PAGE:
The Gulf, Mobile & Ohio, famously known as The Rebel Route, gained its celebrated slogan from the small fleet of passenger trains known as Rebels, with the most famous of these trains called simply the Rebel. The GM&O is not well remembered for its passenger services. This is likely due to the fact that it bailed out of the Deep South passenger market in the 1950s due to stiff competition from the Illinois Central and Louisville & Nashville despite the fact that the railroad was one of the earliest to begin experimenting with the streamliner concept in the mid-1930s. Regardless, its small fleet of Rebels made enough of an impression that they are still remembered today by many in the railroading ranks and those who were lucky enough to ride aboard them.
Similar to the Chessie System in the east, the Gulf Mobile and Ohio of the Midwest and South was a short-lived railroad whose legend continues to live on today. The GM&O wasn’t created until the early days of diesel power and it was gone by the early 1970s. However, during its roughly 40 years of operation it was a fierce competitor and although always surrounded by giants it held its own in many of the markets it served, which is not surprising as the railroad is also known as The Rebel Route. What became the classic Rebel passenger train actually has its beginnings dating back to GM&O predecessor, Gulf, Mobile & Northern which has the distinction of inaugurating the first southern streamliner, the Rebel in 1935.
While this train may not be as well known as the Super Chief or Empire Builder it brought about two drastic upgrades to passenger rail operations. First, the original Rebel was a three-car streamlined “trainset,” similar to that of the Burlington’s famous Zephyr 9900. However, along with including more boxy streamlining than the Zephyr, the Rebel also had the ability to interchange or add cars (unlike the Zephyr and many other articulated, streamlined trainsets debuting around the country during that time which were rigid, semi-permanently coupled trains). The Rebel also featured on board hostesses, perhaps the very first train to introduce such services.
The original three-car Rebel streamliner was built by American Car & Foundry with the power car provided by the American Locomotive Company (Alco). While the train’s initial route connected Jackson, Tennessee, with either New Orleans or Mobile, Alabama (the train split at Union, Mississippi), in 1942 it was stretched to St. Louis after the merger between the M&O and GM&N, and the trainsets were pulled off line in favor of true, streamlined passenger equipment.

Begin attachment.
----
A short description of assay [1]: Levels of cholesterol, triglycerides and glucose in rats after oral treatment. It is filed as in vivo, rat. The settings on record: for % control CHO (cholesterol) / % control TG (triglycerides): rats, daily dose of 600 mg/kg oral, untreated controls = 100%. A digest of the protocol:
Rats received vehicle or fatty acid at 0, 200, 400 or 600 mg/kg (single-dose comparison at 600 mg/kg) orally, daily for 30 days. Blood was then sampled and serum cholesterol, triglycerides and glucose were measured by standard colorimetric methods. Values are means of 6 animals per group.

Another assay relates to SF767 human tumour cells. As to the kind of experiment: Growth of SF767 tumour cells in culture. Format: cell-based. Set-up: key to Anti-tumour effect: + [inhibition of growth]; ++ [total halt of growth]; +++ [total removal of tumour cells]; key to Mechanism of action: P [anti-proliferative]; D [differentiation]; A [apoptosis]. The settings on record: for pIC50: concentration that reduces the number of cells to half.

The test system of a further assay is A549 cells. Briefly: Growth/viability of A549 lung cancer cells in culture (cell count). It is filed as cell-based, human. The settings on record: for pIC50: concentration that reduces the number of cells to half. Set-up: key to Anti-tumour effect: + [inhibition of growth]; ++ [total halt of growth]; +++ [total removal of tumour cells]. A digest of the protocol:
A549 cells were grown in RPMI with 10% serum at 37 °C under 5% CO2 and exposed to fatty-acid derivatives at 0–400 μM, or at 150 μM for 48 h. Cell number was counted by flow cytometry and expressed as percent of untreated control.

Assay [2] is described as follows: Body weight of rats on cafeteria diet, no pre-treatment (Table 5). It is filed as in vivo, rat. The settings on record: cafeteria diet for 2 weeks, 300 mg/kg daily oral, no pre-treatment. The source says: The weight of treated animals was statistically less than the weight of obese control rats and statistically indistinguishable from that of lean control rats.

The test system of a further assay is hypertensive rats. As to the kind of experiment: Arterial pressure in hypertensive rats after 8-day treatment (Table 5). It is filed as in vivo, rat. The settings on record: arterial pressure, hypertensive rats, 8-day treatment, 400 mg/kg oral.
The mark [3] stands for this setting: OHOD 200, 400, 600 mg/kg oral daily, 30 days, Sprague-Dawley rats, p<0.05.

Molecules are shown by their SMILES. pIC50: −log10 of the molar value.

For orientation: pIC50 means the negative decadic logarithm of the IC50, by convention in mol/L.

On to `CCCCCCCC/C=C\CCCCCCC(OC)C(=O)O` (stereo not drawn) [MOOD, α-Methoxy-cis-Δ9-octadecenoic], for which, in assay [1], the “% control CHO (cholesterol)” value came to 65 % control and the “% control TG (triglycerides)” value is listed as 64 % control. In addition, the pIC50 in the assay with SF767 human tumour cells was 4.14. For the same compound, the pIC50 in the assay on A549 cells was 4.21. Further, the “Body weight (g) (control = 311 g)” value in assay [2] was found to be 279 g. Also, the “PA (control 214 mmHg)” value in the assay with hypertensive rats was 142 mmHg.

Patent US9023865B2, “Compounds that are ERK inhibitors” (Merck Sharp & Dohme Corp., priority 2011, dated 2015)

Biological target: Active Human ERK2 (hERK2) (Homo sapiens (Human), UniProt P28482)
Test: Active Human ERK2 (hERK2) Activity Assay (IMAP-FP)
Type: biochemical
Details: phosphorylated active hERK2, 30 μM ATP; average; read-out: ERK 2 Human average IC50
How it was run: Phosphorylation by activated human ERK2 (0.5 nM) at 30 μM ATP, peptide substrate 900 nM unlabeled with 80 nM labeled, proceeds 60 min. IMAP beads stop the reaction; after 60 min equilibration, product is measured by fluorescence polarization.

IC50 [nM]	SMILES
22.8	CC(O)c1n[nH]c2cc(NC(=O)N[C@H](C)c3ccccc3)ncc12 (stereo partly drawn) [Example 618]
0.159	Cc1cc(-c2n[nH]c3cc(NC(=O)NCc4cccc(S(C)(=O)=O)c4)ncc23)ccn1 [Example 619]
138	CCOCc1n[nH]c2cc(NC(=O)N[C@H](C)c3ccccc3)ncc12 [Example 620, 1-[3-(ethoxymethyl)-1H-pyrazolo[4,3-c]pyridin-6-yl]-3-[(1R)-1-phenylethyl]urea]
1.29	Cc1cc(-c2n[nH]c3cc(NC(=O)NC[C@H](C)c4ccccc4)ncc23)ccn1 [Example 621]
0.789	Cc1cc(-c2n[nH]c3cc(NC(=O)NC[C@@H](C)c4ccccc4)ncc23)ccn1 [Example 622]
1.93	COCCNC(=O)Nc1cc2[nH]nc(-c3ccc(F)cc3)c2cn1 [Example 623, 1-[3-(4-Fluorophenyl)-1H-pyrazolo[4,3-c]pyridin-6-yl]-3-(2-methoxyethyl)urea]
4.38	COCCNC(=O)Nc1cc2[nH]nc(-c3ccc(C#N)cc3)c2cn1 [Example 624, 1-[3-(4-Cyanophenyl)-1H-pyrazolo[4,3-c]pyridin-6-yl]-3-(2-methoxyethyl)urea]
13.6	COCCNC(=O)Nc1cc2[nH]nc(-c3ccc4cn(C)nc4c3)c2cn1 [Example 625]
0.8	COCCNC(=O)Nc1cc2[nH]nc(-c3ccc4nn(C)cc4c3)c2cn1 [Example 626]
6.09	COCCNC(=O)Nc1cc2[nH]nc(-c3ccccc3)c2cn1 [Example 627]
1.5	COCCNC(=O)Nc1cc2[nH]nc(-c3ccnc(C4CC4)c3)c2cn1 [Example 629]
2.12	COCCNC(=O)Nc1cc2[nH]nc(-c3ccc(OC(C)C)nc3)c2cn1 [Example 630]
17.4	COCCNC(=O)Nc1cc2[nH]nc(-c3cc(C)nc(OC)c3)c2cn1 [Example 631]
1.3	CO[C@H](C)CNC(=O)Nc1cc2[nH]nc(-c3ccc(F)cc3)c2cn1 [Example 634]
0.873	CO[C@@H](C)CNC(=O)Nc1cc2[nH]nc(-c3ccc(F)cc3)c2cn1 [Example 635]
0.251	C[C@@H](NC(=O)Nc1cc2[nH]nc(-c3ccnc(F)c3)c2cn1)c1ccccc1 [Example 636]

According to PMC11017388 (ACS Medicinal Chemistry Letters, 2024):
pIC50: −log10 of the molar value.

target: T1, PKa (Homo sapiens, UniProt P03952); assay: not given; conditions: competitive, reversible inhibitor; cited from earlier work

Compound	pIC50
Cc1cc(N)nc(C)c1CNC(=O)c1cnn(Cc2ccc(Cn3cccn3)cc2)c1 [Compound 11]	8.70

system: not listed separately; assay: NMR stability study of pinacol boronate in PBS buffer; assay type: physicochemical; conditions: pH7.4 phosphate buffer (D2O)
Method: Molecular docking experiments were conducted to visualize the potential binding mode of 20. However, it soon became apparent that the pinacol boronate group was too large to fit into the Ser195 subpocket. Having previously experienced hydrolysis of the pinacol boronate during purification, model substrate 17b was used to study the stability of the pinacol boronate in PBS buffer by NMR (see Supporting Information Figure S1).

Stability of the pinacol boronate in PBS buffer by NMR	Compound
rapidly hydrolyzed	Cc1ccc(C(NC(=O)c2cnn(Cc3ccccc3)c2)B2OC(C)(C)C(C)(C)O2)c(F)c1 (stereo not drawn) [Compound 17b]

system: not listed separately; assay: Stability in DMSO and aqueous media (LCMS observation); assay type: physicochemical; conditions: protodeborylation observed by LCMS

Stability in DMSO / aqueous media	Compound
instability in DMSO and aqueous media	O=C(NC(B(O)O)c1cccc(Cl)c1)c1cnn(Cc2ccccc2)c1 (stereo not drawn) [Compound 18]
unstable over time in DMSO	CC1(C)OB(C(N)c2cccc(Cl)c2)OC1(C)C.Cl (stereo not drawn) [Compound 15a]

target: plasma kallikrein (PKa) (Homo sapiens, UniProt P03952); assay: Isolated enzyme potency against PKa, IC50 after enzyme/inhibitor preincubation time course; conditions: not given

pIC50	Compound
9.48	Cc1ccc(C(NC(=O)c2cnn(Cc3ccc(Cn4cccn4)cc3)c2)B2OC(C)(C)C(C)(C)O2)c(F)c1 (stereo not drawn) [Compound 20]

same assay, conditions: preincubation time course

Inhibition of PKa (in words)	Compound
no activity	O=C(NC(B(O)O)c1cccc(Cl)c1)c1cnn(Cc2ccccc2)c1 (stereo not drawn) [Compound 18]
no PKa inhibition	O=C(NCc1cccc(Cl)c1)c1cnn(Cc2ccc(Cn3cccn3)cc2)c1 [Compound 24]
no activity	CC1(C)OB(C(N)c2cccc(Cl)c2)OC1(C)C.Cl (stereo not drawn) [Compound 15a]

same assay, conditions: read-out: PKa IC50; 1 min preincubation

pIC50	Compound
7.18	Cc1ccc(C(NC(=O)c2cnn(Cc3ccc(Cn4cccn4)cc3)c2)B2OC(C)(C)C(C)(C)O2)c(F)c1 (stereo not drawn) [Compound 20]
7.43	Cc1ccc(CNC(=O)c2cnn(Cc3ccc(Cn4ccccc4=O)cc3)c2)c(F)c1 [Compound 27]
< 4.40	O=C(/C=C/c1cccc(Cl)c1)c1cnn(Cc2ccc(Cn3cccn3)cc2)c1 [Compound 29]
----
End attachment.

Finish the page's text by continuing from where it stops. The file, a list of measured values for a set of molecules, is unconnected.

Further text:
The original Rebel could connect Jackson with New Orleans in just over fourteen hours while it reach Mobile in under thirteen hours. Both trips carried an average train speed of between 32 and 34 mph. Being an articulated trainset the consist was rather simple and included just a few cars; the shovelnose powered car with baggage compartment, coach/buffet, and lounge/sleeper observation. The train was also designed by famed industrial designer Otto Kuhler who helped improve the looks of numerous famous streamliners such as the Baltimore & Ohio's Royal Blue, Milwaukee Road's Hiawathas, and the Lehigh Valley's Black Diamond. For more information regarding the Rebel please click here.
The updated version of the Rebel featured a beautiful livery of red and silver with power provided by GE-Alco in the way of a DL-series, slant-nosed diesel locomotive (similar in looks and length of an EMD E series model). When the GM&O merged with the Alton Railroad it ordered new, lightweight equipment and furthered its reach to both Chicago and St. Louis. While the Rebel was the railroad’s most famous passenger train it did provide other services including the Gulf Coast Rebel (St. Louis – Mobile, Alabama), the Abraham Lincoln (Chicago – St. Louis), Alton Limited (Chicago – Mobile), and Ann Rutledge (Chicago – St. Louis).
Of note, it should be mentioned that the latter three trains were Alton Railroad services continued on after the merger. In any event, the GM&O simply could not effectively compete with the more luxurious and faster running times of trains like the Panama Limited and City of New Orleans offered by rival Illinois Central. So, as it were, the GM&O decided to focus more on freight services and less on passenger operations and pulled all of its trains operating south of St. Louis in 1958 (which included all of the Rebel services).